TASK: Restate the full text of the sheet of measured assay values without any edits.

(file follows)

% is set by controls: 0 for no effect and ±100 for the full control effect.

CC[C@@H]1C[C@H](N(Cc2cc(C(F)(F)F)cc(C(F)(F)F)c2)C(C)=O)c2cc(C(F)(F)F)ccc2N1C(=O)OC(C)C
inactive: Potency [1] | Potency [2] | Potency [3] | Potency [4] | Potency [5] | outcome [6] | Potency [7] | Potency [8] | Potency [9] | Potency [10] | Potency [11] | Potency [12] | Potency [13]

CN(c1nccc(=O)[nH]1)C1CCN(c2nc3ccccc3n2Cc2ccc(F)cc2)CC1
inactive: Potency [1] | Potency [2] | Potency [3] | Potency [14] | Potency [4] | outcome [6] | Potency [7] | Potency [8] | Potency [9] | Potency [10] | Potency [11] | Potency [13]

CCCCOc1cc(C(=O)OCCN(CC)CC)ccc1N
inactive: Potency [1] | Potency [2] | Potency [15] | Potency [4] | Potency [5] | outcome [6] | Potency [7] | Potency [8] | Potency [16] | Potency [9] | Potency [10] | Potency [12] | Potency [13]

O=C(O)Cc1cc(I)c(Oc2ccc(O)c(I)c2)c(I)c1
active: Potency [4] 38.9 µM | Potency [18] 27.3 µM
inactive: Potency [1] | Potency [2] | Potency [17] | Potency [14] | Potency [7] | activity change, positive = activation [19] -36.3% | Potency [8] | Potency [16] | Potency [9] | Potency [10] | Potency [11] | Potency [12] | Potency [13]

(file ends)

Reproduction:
% is set by controls: 0 for no effect and ±100 for the full control effect.

CC[C@@H]1C[C@H](N(Cc2cc(C(F)(F)F)cc(C(F)(F)F)c2)C(C)=O)c2cc(C(F)(F)F)ccc2N1C(=O)OC(C)C
inactive: Potency [1] | Potency [2] | Potency [3] | Potency [4] | Potency [5] | outcome [6] | Potency [7] | Potency [8] | Potency [9] | Potency [10] | Potency [11] | Potency [12] | Potency [13]

CN(c1nccc(=O)[nH]1)C1CCN(c2nc3ccccc3n2Cc2ccc(F)cc2)CC1
inactive: Potency [1] | Potency [2] | Potency [3] | Potency [14] | Potency [4] | outcome [6] | Potency [7] | Potency [8] | Potency [9] | Potency [10] | Potency [11] | Potency [13]

CCCCOc1cc(C(=O)OCCN(CC)CC)ccc1N
inactive: Potency [1] | Potency [2] | Potency [15] | Potency [4] | Potency [5] | outcome [6] | Potency [7] | Potency [8] | Potency [16] | Potency [9] | Potency [10] | Potency [12] | Potency [13]

O=C(O)Cc1cc(I)c(Oc2ccc(O)c(I)c2)c(I)c1
active: Potency [4] 38.9 µM | Potency [18] 27.3 µM
inactive: Potency [1] | Potency [2] | Potency [17] | Potency [14] | Potency [7] | activity change, positive = activation [19] -36.3% | Potency [8] | Potency [16] | Potency [9] | Potency [10] | Potency [11] | Potency [12] | Potency [13]